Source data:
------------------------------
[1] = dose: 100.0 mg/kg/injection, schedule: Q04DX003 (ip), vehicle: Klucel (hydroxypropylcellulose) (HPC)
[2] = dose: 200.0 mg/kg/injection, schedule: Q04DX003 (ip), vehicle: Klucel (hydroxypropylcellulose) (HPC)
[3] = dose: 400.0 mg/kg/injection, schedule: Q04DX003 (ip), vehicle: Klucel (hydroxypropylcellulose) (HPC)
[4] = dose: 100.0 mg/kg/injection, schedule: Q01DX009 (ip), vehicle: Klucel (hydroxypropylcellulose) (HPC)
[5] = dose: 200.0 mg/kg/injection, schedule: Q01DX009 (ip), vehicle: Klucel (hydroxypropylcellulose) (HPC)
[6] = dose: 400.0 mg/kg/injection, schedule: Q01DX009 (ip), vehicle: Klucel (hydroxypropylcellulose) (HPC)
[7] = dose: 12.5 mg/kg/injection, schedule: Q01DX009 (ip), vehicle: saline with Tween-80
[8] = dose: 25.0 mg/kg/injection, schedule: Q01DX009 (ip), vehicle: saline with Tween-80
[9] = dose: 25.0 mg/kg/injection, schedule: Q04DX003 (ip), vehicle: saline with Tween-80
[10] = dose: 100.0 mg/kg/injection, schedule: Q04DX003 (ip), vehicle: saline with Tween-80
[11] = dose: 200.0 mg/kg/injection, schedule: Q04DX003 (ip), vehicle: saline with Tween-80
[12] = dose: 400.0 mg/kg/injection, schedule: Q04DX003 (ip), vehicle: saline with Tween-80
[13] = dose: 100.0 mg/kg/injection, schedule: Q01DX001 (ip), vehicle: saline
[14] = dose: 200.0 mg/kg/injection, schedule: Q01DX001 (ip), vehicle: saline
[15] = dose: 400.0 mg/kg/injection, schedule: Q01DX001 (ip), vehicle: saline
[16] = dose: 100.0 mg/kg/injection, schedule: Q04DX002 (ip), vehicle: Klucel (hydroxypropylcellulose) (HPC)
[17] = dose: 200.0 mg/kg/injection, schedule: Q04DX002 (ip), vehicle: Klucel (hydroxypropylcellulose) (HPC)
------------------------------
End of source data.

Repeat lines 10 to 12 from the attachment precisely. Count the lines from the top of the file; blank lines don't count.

[10] = dose: 100.0 mg/kg/injection, schedule: Q04DX003 (ip), vehicle: saline with Tween-80
[11] = dose: 200.0 mg/kg/injection, schedule: Q04DX003 (ip), vehicle: saline with Tween-80
[12] = dose: 400.0 mg/kg/injection, schedule: Q04DX003 (ip), vehicle: saline with Tween-80